Based upon data received during the comment period and USDA data received after the comment period, we have calculated updated nutrition labeling values for some of the 20 most frequently consumed raw fruits, vegetables, and fish. FDA is now reopening the comment period to allow the raw produce and fish industries and other interested parties the opportunity to review and react to updated nutrition labeling values based upon data FDA received within and after the comment period. Reopening the comment period may also provide an impetus for completion of additional nutrient analyses. We will evaluate any new data submissions received during this reopened comment period and will consider use of those data in a final rule.

II. Updating the Nutrition Labeling Values

We are reopening the comment period to revise the nutrition labeling values of the 20 most frequently consumed raw fruits, vegetables, and fish, which are included in appendices C and D to part 101. The proposed appendices C and D that we are publishing in this document include the updated values described in tables 1 and 2 of this document. As noted in the proposed rule, the agency believes that the values in proposed appendices C and D could be used on an interim basis prior to completion of the rulemaking, provided that the nutrition information is presented in a manner consistent with this document. However, firms should be aware that values included in a final rule may differ and would need to be changed.

Reference 3 provides complete documentation of the derivation of each nutrition labeling value for the 20 most frequently consumed raw fruits, vegetables, and fish.

A. FDA Analysis of the Data

1. Outlier Screening

Originally, for the proposed rule, we completed outlier screening of the data using the Grubbs outlier screening method to determine influential observations in the distributions of data for each nutrient and food. However, based upon comments received in response to the proposed rule and discussion of outliers in the statistical literature, we have determined not to conduct Grubbs outlier screening on the nutrient data for raw produce and fish.

In developing the nutrient values in the proposed rule, we took a conservative approach to outliers and deleted those data points identified through outlier screening.

There were several comments in response to the proposed rule that addressed outlier screening. Comments questioned the validity of using Grubbs outlier screening for fruits and recommended the use of visual scattergrams and bar graphs. Another comment questioned the removal of outliers.

The National Institute of Standards and Technology (NIST) e-Handbook of Statistical Methods states that the Grubbs test is based on the assumption of normality and should only be used with data that are normally distributed (Ref. 4). NIST also recommends that the test should not be used for sample sizes of six or less since it frequently tags most of the points as outliers. Many of the nutrient levels in the voluntary nutrition labeling program are based on small sample sizes because that is all the data that are available to FDA. Small sample sizes simply do not contain enough information to make inferences about the shape of the distribution in the entire population (Ref. 5).

Therefore, based on the information in the previous paragraphs, we have decided not to conduct Grubbs outlier screening on the nutrient data.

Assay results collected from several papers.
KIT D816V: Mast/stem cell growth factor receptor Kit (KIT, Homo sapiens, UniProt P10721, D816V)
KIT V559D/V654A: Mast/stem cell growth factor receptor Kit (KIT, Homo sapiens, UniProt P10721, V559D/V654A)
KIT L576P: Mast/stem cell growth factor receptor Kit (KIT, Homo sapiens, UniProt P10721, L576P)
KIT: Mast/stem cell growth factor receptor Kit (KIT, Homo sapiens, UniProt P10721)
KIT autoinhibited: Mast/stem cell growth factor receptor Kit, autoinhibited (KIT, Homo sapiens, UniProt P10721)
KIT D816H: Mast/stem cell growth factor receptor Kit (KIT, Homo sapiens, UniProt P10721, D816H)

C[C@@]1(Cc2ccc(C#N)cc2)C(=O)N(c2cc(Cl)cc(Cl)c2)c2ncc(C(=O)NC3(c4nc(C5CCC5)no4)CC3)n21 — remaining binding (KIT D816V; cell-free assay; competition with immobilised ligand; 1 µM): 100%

B. Changes in Nutrition Labeling Values for Raw Fruits and Vegetables

The following is a summary of tentative changes from the nutrition labeling values in the proposed rule for some of the 20 most frequently consumed raw fruits and vegetables. FDA derived the updated values from the raw data provided by USDA and the Citrus Research Board during the comment period, as well as existing data. We also considered data for sodium, potassium, carotenoids, and vitamin C that USDA submitted after the comment period. Other changes were related to discontinuance of outlier screening. As explained in the proposed rule, when possible, FDA used compliance calculations based on 95 percent intervals to derive nutrition labeling values.

Table 1.—Proposed Changes to the Nutrition Labeling Information for Raw Fruits and Vegetables

Food and Nutrient2002 Proposed ValuesReopening Comment Period Proposed Values
% DV% DV
Apple (154 grams (g))
Potassium170 milligrams (mg)5%160 mg5%
Total carbohydrate22 g7%21 g7%
Dietary fiber5 g20%3 g12%
Iron2%0%
Avocado (30 g)
Total fat6 g9%5 g8%
Saturated fat0.5 g3%1 g5%
Potassium160 mg5%140 mg4%
Start Printed Page 16997
Banana (126 g)
Sodium0 mg0%5 mg0%
Potassium400 mg11%450 mg13%
Total carbohydrate29 g10%30 g10%
Dietary fiber4 g16%2 g8%
Sugars21 g19 g
Cantaloupe (134 g)
Sodium25 mg1%20 mg1%
Potassium280 mg8%240 mg7%
Total carbohydrate13 g4%12 g4%
Sugars12 g11 g
Vitamin A100%120%
Calcium2%0%
Grapefruit (154 g)
Potassium230 mg7%160 mg5%
Total carbohydrate16 g5%15 g5%
Dietary fiber6 g24%2 g8%
Sugars10 g11 g
Vitamin A15%35%
Vitamin C110%100%
Calcium2%4%
Honeydew melon (134 g)
Sodium35 mg1%30 mg1%
Potassium310 mg9%210 mg6%
Total carbohydrate13 g4%12 g4%
Sugars12 g11 g
Kiwifruit (148 g)
Calories10090
Total fat1 g2%1.5 g2%
Potassium480 mg14%450 mg13%
Total carbohydrate24 g8%20 g7%
Sugars16 g13 g
Protein2 g1 g
Calcium6%4%
Iron4%2%
Start Printed Page 16998
Lemon (58 g)
Sodium5 mg0%0 mg0%
Potassium90 mg3%75 mg2%
Sugars1 g2 g
Nectarine (140 g)
Calories7060
Calories from fat05
Total fat0 g0%0.5 g1%
Potassium290 mg8%250 mg7%
Total carbohydrate17 g6%15 g5%
Sugars13 g11 g
Orange (154 g)
Potassium260 mg7%250 mg7%
Total carbohydrate21 g7%19 g6%
Dietary fiber7 g28%3 g12%
Vitamin A2%0%
Iron2%0%
Peach (147 g)
Calories7060
Total fat0 g0%0.5 g1%
Potassium260 mg7%230 mg7%
Total carbohydrate18 g6%15 g5%
Sugars14 g13 g
Vitamin A8%6%
Pear (166 g)
Calories from fat100
Total fat1 g2%0 g0%
Potassium210 mg6%180 mg5%
Sugars17 g16 g
Protein1 g0 g
Calcium2%0%
Pineapple (112 g)
Calories6050
Potassium115 mg3%120 mg3%
Total carbohydrate16 g5%13 g4%
Start Printed Page 16999
Sugars13 g10 g
Vitamin A0%2%
Vitamin C25%50%
Iron2%0%
Plums (151 g)
Calories8070
Potassium250 mg7%230 g7%
Total carbohydrate21 g7%19 g6%
Dietary fiber2 g8%1 g4%
Sugars13 g16 g
Iron2%0%
Strawberries (147 g)
Potassium270 mg8%170 mg5%
Total carbohydrate12 g4%11 g4%